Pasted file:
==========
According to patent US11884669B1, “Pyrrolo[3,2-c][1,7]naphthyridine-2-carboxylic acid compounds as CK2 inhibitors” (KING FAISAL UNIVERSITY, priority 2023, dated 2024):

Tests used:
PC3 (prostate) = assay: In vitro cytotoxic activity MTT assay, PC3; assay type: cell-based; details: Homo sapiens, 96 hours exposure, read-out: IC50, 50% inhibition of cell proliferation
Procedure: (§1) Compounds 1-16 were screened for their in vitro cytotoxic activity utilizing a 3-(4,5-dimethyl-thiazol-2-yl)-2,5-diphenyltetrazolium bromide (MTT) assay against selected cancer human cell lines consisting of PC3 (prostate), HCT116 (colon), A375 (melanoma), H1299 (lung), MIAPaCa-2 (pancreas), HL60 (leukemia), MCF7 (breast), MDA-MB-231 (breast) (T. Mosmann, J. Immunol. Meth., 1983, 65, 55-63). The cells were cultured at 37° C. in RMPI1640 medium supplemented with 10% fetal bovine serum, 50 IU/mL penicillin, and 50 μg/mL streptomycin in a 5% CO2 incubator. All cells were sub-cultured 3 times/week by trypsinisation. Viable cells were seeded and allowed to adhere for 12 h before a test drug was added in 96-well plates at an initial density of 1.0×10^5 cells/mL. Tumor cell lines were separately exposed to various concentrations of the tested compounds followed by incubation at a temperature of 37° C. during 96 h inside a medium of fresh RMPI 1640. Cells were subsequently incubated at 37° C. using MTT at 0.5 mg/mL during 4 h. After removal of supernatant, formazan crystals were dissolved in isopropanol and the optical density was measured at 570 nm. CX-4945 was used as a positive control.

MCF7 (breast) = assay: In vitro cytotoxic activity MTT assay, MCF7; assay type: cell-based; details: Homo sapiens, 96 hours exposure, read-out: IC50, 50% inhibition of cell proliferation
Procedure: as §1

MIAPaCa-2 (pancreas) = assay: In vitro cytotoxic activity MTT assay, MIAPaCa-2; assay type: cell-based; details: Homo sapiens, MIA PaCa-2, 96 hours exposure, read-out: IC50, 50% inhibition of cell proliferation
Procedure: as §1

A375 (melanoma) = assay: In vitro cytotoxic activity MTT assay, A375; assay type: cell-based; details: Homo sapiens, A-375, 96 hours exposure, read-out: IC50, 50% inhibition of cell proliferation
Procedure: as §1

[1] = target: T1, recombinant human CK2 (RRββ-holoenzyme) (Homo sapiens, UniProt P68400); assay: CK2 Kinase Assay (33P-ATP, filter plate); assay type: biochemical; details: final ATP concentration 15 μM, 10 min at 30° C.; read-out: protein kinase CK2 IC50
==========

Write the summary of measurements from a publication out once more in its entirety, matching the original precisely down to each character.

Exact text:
According to patent US11884669B1, “Pyrrolo[3,2-c][1,7]naphthyridine-2-carboxylic acid compounds as CK2 inhibitors” (KING FAISAL UNIVERSITY, priority 2023, dated 2024):

Tests used:
PC3 (prostate) = assay: In vitro cytotoxic activity MTT assay, PC3; assay type: cell-based; details: Homo sapiens, 96 hours exposure, read-out: IC50, 50% inhibition of cell proliferation
Procedure: (§1) Compounds 1-16 were screened for their in vitro cytotoxic activity utilizing a 3-(4,5-dimethyl-thiazol-2-yl)-2,5-diphenyltetrazolium bromide (MTT) assay against selected cancer human cell lines consisting of PC3 (prostate), HCT116 (colon), A375 (melanoma), H1299 (lung), MIAPaCa-2 (pancreas), HL60 (leukemia), MCF7 (breast), MDA-MB-231 (breast) (T. Mosmann, J. Immunol. Meth., 1983, 65, 55-63). The cells were cultured at 37° C. in RMPI1640 medium supplemented with 10% fetal bovine serum, 50 IU/mL penicillin, and 50 μg/mL streptomycin in a 5% CO2 incubator. All cells were sub-cultured 3 times/week by trypsinisation. Viable cells were seeded and allowed to adhere for 12 h before a test drug was added in 96-well plates at an initial density of 1.0×10^5 cells/mL. Tumor cell lines were separately exposed to various concentrations of the tested compounds followed by incubation at a temperature of 37° C. during 96 h inside a medium of fresh RMPI 1640. Cells were subsequently incubated at 37° C. using MTT at 0.5 mg/mL during 4 h. After removal of supernatant, formazan crystals were dissolved in isopropanol and the optical density was measured at 570 nm. CX-4945 was used as a positive control.

MCF7 (breast) = assay: In vitro cytotoxic activity MTT assay, MCF7; assay type: cell-based; details: Homo sapiens, 96 hours exposure, read-out: IC50, 50% inhibition of cell proliferation
Procedure: as §1

MIAPaCa-2 (pancreas) = assay: In vitro cytotoxic activity MTT assay, MIAPaCa-2; assay type: cell-based; details: Homo sapiens, MIA PaCa-2, 96 hours exposure, read-out: IC50, 50% inhibition of cell proliferation
Procedure: as §1

A375 (melanoma) = assay: In vitro cytotoxic activity MTT assay, A375; assay type: cell-based; details: Homo sapiens, A-375, 96 hours exposure, read-out: IC50, 50% inhibition of cell proliferation
Procedure: as §1

[1] = target: T1, recombinant human CK2 (RRββ-holoenzyme) (Homo sapiens, UniProt P68400); assay: CK2 Kinase Assay (33P-ATP, filter plate); assay type: biochemical; details: final ATP concentration 15 μM, 10 min at 30° C.; read-out: protein kinase CK2 IC50